Choosing a course

At informal events such as the Summer League the organiser will advise you whether to start on the short or medium course.

At larger events such as the East Midlands League the courses are designated a colour that relates to their distance and difficulty. For children the most suitable course is ‘White’. Child novices should enter as pairs or be accompanied by an adult. For Adults the ‘Orange’ course is suitable to get familiar with the map colours and symbols and will give a bit more challenge than the shorter courses.

Event Registration

You can normally enter the above courses on the day. When you arrive seek out the registration or enquiries point, which may be an official’s car or tent. Explain that you are a beginner and someone will help explain the map, start procedures, timing system and give any other advice you need.

Timing and Results

Timing is usually by carrying an electronic device (often called a ‘dibber’ or ‘SI card’) which bleeps when put into a timing box at the start, finish and at each control point. Before the start you will clear the old data from the dibber and after finishing the data will be downloaded and you will receive a list of all the times. The results are sometimes available on the day and normally posted on the internet very soon afterwards.


Learning to Orienteer?

There are some basic skills and navigation techniques that are helpful to pick-up early (see British Orienteering’s Top Tips). The initial skills to develop are familiarity with reading the map symbols, estimating distances and handling a compass.

For children and parents the Monday club nights at Groby are a good place to learn and practice these skills. The Wednesday and Thursday club nights include sessions on skill training as well as fitness which might suit older beginners. See Club & Activity Night details page.

The club coaches are always pleased to advise beginners and improvers.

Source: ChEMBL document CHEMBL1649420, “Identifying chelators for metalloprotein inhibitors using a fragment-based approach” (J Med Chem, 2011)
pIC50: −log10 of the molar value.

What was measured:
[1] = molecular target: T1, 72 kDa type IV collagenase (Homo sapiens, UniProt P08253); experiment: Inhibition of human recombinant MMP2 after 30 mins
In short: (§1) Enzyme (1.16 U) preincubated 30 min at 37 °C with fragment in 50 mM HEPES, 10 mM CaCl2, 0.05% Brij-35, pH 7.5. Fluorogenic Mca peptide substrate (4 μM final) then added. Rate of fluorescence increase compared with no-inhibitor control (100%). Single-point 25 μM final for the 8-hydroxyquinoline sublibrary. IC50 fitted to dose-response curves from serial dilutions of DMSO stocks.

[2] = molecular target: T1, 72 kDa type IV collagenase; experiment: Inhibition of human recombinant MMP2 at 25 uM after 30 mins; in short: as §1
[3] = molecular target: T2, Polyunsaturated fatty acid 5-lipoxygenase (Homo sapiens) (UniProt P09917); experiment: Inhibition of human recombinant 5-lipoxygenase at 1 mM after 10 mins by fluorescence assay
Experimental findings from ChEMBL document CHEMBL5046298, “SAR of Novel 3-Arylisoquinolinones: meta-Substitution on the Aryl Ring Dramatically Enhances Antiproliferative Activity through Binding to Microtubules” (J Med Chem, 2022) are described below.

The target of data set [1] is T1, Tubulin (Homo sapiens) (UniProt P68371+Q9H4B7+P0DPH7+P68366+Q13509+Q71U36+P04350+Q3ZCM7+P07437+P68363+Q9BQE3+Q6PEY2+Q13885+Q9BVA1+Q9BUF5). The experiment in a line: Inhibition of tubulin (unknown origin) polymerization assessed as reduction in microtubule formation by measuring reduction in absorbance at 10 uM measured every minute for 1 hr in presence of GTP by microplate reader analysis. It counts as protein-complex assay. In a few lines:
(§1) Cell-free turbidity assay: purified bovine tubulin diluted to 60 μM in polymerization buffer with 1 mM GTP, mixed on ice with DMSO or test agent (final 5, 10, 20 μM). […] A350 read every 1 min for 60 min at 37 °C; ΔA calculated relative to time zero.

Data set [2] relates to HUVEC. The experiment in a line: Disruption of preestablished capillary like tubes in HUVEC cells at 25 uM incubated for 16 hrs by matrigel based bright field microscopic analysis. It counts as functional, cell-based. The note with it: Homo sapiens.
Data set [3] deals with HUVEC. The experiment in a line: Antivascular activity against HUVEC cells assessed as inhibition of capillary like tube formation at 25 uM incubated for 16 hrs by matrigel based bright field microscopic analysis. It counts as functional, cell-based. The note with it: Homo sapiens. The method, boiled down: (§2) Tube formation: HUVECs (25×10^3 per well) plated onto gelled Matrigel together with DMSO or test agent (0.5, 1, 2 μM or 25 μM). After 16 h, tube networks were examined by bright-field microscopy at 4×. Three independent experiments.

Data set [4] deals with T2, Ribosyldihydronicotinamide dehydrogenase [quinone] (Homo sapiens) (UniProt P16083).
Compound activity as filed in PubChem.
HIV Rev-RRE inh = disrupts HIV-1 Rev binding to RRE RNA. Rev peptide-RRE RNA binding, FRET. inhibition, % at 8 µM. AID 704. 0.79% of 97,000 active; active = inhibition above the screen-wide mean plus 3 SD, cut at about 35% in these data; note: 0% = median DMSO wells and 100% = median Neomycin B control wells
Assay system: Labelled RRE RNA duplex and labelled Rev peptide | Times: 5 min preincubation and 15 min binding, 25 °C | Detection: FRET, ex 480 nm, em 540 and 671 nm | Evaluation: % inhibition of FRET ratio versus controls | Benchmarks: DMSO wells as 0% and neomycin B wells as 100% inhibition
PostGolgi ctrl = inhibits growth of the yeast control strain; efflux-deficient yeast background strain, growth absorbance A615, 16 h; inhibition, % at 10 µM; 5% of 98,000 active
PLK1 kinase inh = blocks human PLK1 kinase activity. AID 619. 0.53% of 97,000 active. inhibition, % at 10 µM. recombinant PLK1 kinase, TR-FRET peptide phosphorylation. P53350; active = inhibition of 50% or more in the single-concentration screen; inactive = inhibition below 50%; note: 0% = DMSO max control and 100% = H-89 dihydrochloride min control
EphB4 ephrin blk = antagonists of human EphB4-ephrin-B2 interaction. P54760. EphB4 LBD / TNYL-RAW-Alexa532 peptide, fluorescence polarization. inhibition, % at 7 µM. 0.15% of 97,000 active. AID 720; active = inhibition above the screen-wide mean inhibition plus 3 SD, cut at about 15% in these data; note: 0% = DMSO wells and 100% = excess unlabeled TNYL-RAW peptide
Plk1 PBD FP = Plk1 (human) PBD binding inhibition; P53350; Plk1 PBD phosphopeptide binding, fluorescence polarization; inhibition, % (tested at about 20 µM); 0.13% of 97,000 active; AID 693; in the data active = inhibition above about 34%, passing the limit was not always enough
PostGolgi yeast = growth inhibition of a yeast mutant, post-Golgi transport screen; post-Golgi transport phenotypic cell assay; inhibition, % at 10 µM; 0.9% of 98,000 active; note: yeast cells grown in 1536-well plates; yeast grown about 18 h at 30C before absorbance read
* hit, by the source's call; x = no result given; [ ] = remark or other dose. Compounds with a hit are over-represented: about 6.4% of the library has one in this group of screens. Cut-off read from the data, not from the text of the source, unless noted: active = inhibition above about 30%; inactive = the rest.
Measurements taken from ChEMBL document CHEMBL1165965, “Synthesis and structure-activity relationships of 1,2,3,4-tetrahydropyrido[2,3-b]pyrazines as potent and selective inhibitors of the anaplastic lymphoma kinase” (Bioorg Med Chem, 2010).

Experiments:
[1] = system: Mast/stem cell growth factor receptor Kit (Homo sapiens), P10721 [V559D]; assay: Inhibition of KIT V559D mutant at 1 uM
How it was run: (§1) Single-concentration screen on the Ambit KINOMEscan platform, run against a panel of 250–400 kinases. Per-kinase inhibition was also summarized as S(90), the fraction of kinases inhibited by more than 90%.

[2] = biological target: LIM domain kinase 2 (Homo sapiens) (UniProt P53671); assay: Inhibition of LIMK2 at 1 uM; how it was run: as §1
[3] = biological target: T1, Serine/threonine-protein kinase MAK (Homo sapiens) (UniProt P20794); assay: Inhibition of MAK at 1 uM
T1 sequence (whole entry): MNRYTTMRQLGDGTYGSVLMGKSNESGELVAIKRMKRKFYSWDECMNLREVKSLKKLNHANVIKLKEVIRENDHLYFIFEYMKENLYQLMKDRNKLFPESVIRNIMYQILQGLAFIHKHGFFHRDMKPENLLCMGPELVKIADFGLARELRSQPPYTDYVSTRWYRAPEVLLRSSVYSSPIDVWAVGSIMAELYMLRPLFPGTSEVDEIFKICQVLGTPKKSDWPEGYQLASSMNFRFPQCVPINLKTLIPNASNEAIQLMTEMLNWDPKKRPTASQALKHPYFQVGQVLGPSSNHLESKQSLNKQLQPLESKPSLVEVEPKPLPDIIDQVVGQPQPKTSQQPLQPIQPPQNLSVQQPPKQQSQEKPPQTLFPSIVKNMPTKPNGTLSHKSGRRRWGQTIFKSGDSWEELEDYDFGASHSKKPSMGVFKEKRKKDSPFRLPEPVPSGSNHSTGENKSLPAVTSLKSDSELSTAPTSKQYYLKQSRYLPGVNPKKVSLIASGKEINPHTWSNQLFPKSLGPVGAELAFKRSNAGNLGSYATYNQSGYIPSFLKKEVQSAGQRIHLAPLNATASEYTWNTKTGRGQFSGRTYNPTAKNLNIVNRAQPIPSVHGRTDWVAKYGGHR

Rules

The main principle for beginners to remember is to take part in a spirit of fairness and consideration for the enjoyment of others.

  • Do not distract others concentration at the start or whilst competing.
  • Do not hinder other competitors particularly near control points or give away their positions by shouting.
  • Do not inconvenience members of the public.
  • Orienteering depends on keeping the goodwill of landowners. Do not put this at risk by damaging crops, fences or walls; by going out of bounds; or by leaving litter.
  • No dogs unless it has been specifically stated on the pre-event notice.

The MOST IMPORTANT safety rule is that all competitors must report to the Download point, even if retiring, or did not start your course.

You can read the full rules of the sport on the British Orienteering website.


Joining the Club

You do not need to be a member of the club to compete at an event. But there are advantages in club membership, if you orienteer regularly, you get to know and learn from other orienteer and arrange to share transport. There are other activities such as club nights and socials.

Help is always needed in putting on events, and many orienteers enjoy being part of an ‘on-the-day’ team helping put on events.

Clubs generally cover geographical areas within which they organise events. Leicestershire Orienteering Club covers all Leicestershire, Rutland and parts of Northamptonshire. The abbreviation the club is known by nationally is LEI.

For details about the Leicestershire Orienteering Club click on: Welcome Pack
If you are a Junior or parent of a junior then also have a look at our Junior Welcome Sheet too.

For details of joining the club click on: Join LEI